Heat, Hot Water, Laundry, Oh My!

Leta

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Right now, we live in town. We have put a lot of time/money/effort into making this house energy efficient. In doing this, I have learned a lot. Our electricity is very expensive, the priciest in the state, 20c per kWh. Because of this extreme electricity price, we have put everything we can on gas- our dryer, range, hot water heater, and furnace for back up heat are all on gas. It is natural gas, we are on a natural gas pipeline.

Just making the switch from an electric to a gas dryer saved us $100/mo, and that was with heavy clothesline use on my part.

Now we are looking to move to a smaller house on 24 acres. The good news is that the house is well insulated and has a brand new gas furnace for back up, but is almost exclusively heated by wood- it has a big, brand new woodstove and the property has its own wood lot. So heat will essentially cost us the gas for our chain saw. It is also on a different electric company that costs 8c per kWh. This is great news because, obviously, it's 1/3 the cost of our current electricity. The bad news is that this house is on propane, which is wicked expensive, on the order of double natural gas. Other than the back up furnace, the smaller house has its range and hot water heater as gas appliances. The dryer is electric.

I have found myself a bit confused, since the situation with the smaller house is almost the opposite of the situation with this house. On one hand, gas is expensive and electricity cheap, but on the other hand, it's almost always a bad idea to make heat with electricity.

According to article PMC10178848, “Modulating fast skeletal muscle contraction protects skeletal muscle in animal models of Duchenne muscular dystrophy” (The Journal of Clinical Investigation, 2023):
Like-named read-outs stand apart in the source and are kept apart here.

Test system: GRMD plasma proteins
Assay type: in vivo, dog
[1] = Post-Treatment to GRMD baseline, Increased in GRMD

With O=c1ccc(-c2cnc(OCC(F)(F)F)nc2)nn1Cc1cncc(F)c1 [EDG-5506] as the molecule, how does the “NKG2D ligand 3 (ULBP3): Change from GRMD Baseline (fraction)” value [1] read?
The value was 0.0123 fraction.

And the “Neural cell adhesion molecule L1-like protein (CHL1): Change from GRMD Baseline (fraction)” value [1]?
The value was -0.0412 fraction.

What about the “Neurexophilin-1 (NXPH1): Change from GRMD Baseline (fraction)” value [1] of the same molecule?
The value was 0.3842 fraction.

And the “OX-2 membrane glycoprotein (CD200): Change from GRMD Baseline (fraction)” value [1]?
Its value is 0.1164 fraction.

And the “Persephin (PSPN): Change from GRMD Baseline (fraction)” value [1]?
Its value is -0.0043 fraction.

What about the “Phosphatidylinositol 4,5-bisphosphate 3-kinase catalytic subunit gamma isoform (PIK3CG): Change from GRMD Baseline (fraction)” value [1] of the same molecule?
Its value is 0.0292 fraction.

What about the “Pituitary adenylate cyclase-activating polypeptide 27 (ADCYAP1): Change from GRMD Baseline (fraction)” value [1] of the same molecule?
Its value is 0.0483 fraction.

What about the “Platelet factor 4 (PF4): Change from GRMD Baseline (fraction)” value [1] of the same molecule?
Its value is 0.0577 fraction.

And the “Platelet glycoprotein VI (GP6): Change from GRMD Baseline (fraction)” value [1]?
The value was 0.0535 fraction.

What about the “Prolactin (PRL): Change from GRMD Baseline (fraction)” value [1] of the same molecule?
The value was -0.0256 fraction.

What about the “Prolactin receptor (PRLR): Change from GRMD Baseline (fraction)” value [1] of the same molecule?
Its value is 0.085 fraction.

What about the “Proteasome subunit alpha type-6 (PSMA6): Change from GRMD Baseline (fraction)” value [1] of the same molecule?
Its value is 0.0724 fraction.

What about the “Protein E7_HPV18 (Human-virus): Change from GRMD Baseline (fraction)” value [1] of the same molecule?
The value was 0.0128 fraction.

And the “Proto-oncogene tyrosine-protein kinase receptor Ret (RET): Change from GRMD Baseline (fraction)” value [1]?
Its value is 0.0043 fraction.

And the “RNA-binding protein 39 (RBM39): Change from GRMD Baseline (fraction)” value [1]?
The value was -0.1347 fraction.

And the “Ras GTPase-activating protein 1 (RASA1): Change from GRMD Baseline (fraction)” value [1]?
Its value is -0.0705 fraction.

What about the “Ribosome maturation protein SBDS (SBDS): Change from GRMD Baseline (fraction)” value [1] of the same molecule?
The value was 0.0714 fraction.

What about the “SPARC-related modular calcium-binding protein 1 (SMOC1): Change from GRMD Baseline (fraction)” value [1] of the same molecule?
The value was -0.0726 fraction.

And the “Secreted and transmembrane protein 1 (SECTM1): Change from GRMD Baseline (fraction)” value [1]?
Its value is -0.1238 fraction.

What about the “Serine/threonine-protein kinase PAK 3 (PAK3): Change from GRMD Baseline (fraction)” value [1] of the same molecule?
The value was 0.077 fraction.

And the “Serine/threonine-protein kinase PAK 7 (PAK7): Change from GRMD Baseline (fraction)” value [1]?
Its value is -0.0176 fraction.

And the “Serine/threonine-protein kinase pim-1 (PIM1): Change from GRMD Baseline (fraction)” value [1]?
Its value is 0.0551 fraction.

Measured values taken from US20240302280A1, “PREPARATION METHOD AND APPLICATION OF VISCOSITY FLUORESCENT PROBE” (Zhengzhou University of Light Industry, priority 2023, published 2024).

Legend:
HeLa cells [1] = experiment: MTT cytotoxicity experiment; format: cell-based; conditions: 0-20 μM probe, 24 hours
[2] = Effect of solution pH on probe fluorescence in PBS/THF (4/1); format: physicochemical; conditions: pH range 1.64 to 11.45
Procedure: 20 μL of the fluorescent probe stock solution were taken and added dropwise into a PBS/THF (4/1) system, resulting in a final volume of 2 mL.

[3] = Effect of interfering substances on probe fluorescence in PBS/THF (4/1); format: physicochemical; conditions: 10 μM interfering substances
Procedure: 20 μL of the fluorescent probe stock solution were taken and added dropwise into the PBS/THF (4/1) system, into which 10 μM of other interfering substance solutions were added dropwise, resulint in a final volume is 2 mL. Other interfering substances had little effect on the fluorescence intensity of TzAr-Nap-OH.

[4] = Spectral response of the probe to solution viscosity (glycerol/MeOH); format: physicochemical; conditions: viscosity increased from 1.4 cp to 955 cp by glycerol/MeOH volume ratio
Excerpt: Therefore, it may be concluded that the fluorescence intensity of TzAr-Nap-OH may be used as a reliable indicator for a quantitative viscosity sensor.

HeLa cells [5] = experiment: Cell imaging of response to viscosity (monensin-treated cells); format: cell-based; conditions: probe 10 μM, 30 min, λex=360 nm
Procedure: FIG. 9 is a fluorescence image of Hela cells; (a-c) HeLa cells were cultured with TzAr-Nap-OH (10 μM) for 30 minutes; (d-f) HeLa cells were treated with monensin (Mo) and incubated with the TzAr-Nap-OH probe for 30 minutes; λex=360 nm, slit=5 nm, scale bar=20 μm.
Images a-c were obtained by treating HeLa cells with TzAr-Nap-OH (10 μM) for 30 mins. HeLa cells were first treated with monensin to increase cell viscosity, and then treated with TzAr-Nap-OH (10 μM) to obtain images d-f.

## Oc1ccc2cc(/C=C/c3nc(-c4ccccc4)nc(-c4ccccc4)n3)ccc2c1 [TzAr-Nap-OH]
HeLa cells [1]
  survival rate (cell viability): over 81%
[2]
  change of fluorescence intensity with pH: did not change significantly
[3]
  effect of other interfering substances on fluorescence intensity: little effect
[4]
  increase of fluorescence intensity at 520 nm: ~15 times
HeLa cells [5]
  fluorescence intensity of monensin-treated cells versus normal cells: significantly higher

Should I replace the electric dryer with a gas dryer? I will still use a clothesline 4-5 months out of the year, but unlike this house, there is not a good indoor line drying location in the small house- at least, not with a family of five's amount of laundry!

And should I replace the gas hot water heater with an electric on-demand model? My husband said something about an outdoor wood fired hot water heater, but when I asked him specifics, he got real flaky. I like the idea of solar hot water in the summer and wood fired hot water in the winter, with a conventional hot water heater for back up, but I don't really have the faintest idea where to start with this.

Also, as you may have guessed, this house has a septic system and a well. I don't have any idea how much electricity an off grid water system uses- any idea where to point me to figure this out?

Thanks everybody!
 

Wifezilla

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It might be time to try some google-fu. There are sites that let you calculate the cost of running an appliance based on the power source and the watts used by the appliance. Start with the dryer and go from there.
 

Marianne

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Leta, I have no real advice, other than my own experiences. Our situation is similar, really expensive propane, but expensive electricity, too. Our house is total electric...by choice.

Being the eco friendly tightwad that I am, I wouldn't buy a new dryer until the old one conked out. Wood heat is really drying, so I vent our electric dryer into the house during the colder months. I don't put any kind of pantyhose or contraption on the end of the vent pipe. I tried everything and it all wasn't worth the money (a burned out element on the dryer one time) or the hassle. I'd rather vacuum up some lint.

The on demand water heaters are not cheap, and for a family of five, you would need several. I know that you are pretty eco frugal in your lifestyle choices, so you might be able to make them work. They take a LOT of power to use. We have a big one to power a radiant heat system that we put in. It's wired to four breakers. I have considerable angst when I see that red light on, knowing the amount of juice it's using. It all comes down to lifestyle.

Our conventional water heater is electric - well insulated and in a small room that was supposed to have lots of solar gain. oh har. New windows aren't manufactured for such. Our well water is 56 degrees. We stripped down a new water heater, painted the tank black, put reflective foil on the wall in a big circle around it, etc... well water first goes into that tank, then goes from there into the regular water heater. If nothing else, the water has a chance to at least warm up somewhat to room temp in the first tank before it goes into the conventional tank. I tend to space out my hot water usage for this reason.